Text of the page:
Harvesting potatoes from containers and straw beds
If harvesting new potatoes from a container or potato grow bag, reach into the soil to feel around for the tubers, taking just a few from each plant at any one time. After harvesting new potatoes from in-ground or container plants, feed them with a fish emulsion fertilizer to encourage healthy growth and more tubers. Container grown storage potatoes can be easily harvested by dumping the container onto a tarp or in a wheelbarrow. Sift through the soil with your hands to grab all of the tubers. Learn how to grow potatoes in containers in this short video.
If harvesting potatoes from a bed mulched with straw, use a garden fork to carefully lift off the layer of straw. Most of the tubers will have formed in the straw mulch and be dirt-free. Gather them up for curing.
Prepare the soil for next year
Once the potatoes have been harvested, I sow a cover crop or add a source of organic matter, like manure or compost, to the top of the bed. The autumn and winter weather will work it down into the top few inches of soil. If you’re not sure of your soil pH, this is also an ideal time for a soil test. It’s also important to consider crop rotation and keep track of where you grew potato family crops, like tomatoes, peppers, and eggplant. Planting these crops on a 3 year rotation cycle can reduce pests and soil-borne diseases.
How to store potatoes
Before they can be stored, potatoes need to go through a curing process. This helps the skin thicken up and extends the storage life of the tubers. To cure potatoes, lay them on newspaper, trays, or cardboard in a cool, dark spot (50 to 60 F, 10 to 15 C) with high humidity for one to two weeks. Pick a location that offers good air circulation.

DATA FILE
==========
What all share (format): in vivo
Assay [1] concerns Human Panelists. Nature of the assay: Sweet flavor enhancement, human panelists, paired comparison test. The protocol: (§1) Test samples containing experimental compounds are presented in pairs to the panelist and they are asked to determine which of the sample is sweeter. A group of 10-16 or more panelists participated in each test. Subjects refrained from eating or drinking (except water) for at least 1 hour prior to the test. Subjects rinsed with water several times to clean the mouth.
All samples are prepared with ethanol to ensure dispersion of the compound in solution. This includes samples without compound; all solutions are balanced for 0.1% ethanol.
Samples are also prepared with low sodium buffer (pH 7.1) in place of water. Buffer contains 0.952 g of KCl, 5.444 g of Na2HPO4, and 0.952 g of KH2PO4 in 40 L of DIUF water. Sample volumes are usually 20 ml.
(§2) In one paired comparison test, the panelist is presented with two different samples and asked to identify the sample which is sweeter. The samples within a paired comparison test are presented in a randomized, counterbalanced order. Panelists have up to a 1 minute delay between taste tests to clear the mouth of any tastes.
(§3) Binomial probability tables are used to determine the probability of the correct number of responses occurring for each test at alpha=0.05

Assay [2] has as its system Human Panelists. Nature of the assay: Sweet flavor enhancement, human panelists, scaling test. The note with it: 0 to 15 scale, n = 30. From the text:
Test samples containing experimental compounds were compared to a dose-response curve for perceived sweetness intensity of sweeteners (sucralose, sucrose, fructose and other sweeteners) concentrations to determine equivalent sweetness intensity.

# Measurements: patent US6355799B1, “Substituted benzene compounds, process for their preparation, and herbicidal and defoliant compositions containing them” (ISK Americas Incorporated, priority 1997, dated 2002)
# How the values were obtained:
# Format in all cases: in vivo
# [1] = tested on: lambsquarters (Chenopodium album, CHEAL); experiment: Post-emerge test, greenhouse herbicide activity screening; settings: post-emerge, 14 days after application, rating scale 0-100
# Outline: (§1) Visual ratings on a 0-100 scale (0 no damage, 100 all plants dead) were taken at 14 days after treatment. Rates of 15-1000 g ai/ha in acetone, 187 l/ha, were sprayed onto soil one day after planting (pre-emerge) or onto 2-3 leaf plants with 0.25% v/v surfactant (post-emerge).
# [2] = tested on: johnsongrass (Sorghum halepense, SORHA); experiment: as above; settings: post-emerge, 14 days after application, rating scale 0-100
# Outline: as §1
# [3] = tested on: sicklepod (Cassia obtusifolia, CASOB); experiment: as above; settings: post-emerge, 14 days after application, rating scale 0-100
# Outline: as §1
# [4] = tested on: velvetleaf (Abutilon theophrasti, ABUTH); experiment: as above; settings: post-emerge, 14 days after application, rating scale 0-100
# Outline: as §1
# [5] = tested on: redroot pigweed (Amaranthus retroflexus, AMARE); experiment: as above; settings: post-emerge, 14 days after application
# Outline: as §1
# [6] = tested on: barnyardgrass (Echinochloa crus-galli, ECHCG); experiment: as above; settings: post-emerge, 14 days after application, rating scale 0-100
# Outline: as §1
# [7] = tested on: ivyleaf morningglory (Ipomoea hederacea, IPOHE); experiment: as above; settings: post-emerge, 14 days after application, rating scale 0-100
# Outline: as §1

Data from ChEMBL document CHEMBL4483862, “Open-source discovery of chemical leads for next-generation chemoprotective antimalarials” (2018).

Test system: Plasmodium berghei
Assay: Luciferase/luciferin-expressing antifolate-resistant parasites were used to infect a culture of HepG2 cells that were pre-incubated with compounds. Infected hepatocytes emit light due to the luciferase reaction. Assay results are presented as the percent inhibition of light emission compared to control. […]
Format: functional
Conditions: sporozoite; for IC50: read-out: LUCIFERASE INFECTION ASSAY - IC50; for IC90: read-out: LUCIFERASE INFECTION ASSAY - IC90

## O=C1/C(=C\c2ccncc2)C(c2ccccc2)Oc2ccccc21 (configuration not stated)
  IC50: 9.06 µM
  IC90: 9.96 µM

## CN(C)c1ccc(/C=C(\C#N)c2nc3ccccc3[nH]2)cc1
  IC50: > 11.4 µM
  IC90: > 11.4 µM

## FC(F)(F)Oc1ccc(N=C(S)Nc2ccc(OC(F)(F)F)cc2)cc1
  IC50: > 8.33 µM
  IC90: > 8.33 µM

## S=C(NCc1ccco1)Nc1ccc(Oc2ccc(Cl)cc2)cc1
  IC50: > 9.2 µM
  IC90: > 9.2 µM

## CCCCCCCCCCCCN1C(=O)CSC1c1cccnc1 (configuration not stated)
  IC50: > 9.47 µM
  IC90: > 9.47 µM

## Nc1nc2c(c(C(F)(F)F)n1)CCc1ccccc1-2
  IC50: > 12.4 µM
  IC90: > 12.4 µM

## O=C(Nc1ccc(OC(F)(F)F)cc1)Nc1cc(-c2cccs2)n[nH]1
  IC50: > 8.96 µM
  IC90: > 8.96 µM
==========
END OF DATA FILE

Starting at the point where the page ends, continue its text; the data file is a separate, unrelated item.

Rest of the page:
Once cured, move the potatoes (removing any that have signs of damage) to bushel baskets, cardboard boxes (with ventilation holes poked in the sides), low baskets, or brown paper bags. You can also find multiple drawer harvest storage at many garden supply stores. Don’t pile them too deeply, however as that can encourage rot to spread. Cover containers with cardboard or sheets of newspaper to block light. Light turns the tubers green and green potatoes contain solanine, a toxic alkaloid.
The best storage area for potatoes
The storage area should be cooler than the curing site and be dark and well-ventilated. I use a corner of my basement, but a root cellar is best if you have one. You can also store potatoes in a garage, but it should stay above freezing. Aim for the ideal temperature of 40 to 45 F (4.5 to 7 C) with high humidity. Under ideal conditions, storage potatoes can retain quality for six to eight months in long-term storage. Check tubers regularly and remove any that show signs of rot or shrivelling.
The thin skin that makes new potatoes so appealing limits their storage life to weeks not months. Therefore, enjoy new potatoes soon after harvesting them.
For a tutorial on when to harvest potatoes and how to do it right, check out this video by Savvy’s Jessica Walliser.
Do you have any tips to add on when to harvest potatoes? Leave them in the comments below.
For more on growing potatoes in a garden, check out these awesome articles:
- Growing potatoes in small spaces with 7 easy steps
- How to plant seed potatoes in gardens, containers, and straw
- Build a potato bin with compost and autumn leaves